Homeowners and former homeowners rallied in front of the Department of Justice Monday to demand the Attorney General Eric Holder hold banks accountable for foreclosures. The groups are asking the Department of Justice to prosecute banks and to protect the 13 million homeowners who struggle today with underwater mortgages. The groups organizing the protest, the Home Defenders League and Occupy Homes, are pushing for aggressive prosecutions of banks responsible for the foreclosures. They’re also demanding the government act to reset underwater mortgages that now [threaten millions more families with foreclosure](http://colorlines.com/archives/2013/05/new_report_examines.html). But these demands appear to be a long shot. The protest comes several months after Attorney General Eric Holder said that some banks may too big to prosecute. "I am concerned that the size of some of these institutions becomes so large that it does become difficult for us to prosecute them," [Holder said in March. ](http://thehill.com/blogs/on-the-money/banking-financial-institutions/286583-holder-big-banks-size-complicates-prosecution-efforts) He recently clarified his comments during a congressional hearing. "Let me be very, very, very clear: banks are not too big to jail." But actions may speak louder than these most recent words. Prosecutions for financial fraud hit [20-year low after the financial collapse](http://trac.syr.edu/tracreports/crim/267/). Instead, state and federal regulators have punished banks responsible for the foreclosure crisis with several dozen settlements, but as we’ve learned in recent months, these agreements often left those who lost homes with nearly nothing. Three million of the four million foreclosure victims who got payments though the largest of these efforts received checks of less than $500, [ProPublica reports](http://www.propublica.org/article/for-most-homeowners-govt-foreclosure-deal-brings-a-few-hundred-bucks). And the [Washington Post](http://www.washingtonpost.com/business/economy/the-slow-going-process-of-compensating-victims-of-housing-violations/2013/05/19/593b1428-a618-11e2-b029-8fb7e977ef71_story.html) reports that banks have paid out less than half of the $5.7 billion the institutions agreed to pay in over 30 settlements. Black and Latino families have been hit the hardest by the foreclosure losses. As Colorlines.com’s [Imara Jones wrote last week ](http://colorlines.com/archives/2013/05/new_report_examines.html)about a new report released by The Alliance for a Just Society: > Despite recent headlines trumpeting a return of America’s real estate market to its boom-time highs, a report released today by the Alliance for a Just Society shows how little of that has trickled into communities of color. The document, entitled "Wasted Wealth," is a sobering reminder of the gap between top-line economic cheerleading and the reality of what’s happening on the ground. > > As "Wasted Wealth" lays out, close to 2.5 million families lost homes in just three years. Communities that were majority people of color saw foreclosures take place at almost twice the rate as white communities, with an average loss of wealth 30 percent higher per household. > > This foreclosure tidal wave is why wealth for blacks and Latinos is at the lowest level ever recorded. Housing is the leading wealth asset for these two communities. > > Although the real estate market overall has regained $16 trillion in wealth lost during the recession, these gains are largely driven by a frenzy for high-end properties at the very top of the market. "Wasted Wealth" contrasts these highs with the fact that more than 13 million homes continue to remain at risk for foreclosure. For more on the protesters demands, check out their [May 13 letter to Eric Holder](http://www.homedefendersleague.org/2013/05/14/dear-ag-eric-holder-please-meet-with-struggling-homeowners-about-wall-street-crime/).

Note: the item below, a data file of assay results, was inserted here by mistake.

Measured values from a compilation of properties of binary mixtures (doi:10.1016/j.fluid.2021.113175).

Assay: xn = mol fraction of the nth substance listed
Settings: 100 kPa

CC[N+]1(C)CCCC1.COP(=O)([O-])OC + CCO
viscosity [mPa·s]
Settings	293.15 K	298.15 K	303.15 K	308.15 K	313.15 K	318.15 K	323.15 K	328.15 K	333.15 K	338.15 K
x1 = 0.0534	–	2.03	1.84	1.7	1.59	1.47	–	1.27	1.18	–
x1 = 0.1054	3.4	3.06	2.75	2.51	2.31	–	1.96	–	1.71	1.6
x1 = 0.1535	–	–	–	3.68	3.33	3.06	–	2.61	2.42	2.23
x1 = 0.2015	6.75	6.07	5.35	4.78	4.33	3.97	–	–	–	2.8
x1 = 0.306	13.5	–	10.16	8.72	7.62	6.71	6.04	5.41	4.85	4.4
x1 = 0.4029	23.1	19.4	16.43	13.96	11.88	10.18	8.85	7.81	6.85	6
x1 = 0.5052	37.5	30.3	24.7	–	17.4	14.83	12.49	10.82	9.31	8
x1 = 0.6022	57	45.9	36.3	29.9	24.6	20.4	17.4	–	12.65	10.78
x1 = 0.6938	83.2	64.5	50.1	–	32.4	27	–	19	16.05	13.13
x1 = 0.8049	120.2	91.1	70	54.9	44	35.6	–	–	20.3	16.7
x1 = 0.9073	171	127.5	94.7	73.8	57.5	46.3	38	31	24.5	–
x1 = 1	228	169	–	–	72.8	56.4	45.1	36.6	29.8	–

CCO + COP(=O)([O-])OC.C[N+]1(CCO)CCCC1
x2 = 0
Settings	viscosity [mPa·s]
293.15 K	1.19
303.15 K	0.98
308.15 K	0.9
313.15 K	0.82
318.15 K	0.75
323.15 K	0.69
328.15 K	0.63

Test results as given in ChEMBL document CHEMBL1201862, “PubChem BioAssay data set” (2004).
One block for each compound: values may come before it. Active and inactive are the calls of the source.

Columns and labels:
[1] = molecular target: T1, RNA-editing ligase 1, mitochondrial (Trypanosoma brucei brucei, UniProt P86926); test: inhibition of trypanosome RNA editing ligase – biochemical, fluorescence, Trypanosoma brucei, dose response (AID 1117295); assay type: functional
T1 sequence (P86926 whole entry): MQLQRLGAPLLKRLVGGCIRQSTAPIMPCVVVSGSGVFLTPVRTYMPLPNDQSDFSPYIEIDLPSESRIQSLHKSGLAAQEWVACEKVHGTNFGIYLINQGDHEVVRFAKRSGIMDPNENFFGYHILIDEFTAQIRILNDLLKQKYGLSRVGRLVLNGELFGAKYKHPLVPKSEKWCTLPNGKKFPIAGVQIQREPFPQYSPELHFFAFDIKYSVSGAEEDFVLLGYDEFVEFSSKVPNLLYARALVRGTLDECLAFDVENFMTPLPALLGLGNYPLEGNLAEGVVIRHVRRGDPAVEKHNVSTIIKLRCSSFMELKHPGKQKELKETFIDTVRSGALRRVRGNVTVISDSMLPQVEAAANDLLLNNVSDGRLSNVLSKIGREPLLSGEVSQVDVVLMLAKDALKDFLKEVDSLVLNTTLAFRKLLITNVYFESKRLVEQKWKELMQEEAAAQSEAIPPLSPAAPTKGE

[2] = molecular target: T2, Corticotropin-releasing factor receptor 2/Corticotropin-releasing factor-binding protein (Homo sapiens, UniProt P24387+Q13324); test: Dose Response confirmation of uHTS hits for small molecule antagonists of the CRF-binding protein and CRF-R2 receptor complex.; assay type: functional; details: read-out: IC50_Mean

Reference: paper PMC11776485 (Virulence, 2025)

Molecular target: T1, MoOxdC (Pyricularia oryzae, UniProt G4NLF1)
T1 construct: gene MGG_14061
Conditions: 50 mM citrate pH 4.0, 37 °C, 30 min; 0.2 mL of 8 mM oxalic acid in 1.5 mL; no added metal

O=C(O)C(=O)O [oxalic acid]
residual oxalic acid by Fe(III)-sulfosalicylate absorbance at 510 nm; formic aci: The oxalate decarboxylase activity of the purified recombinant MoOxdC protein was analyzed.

Homeowners to Eric Holder: Hold Banks Accountable
Protests outside the Justice Department are demanding prosecutions of banks responsible for the foreclosure crisis.
By Seth Freed Wessler May 20, 2013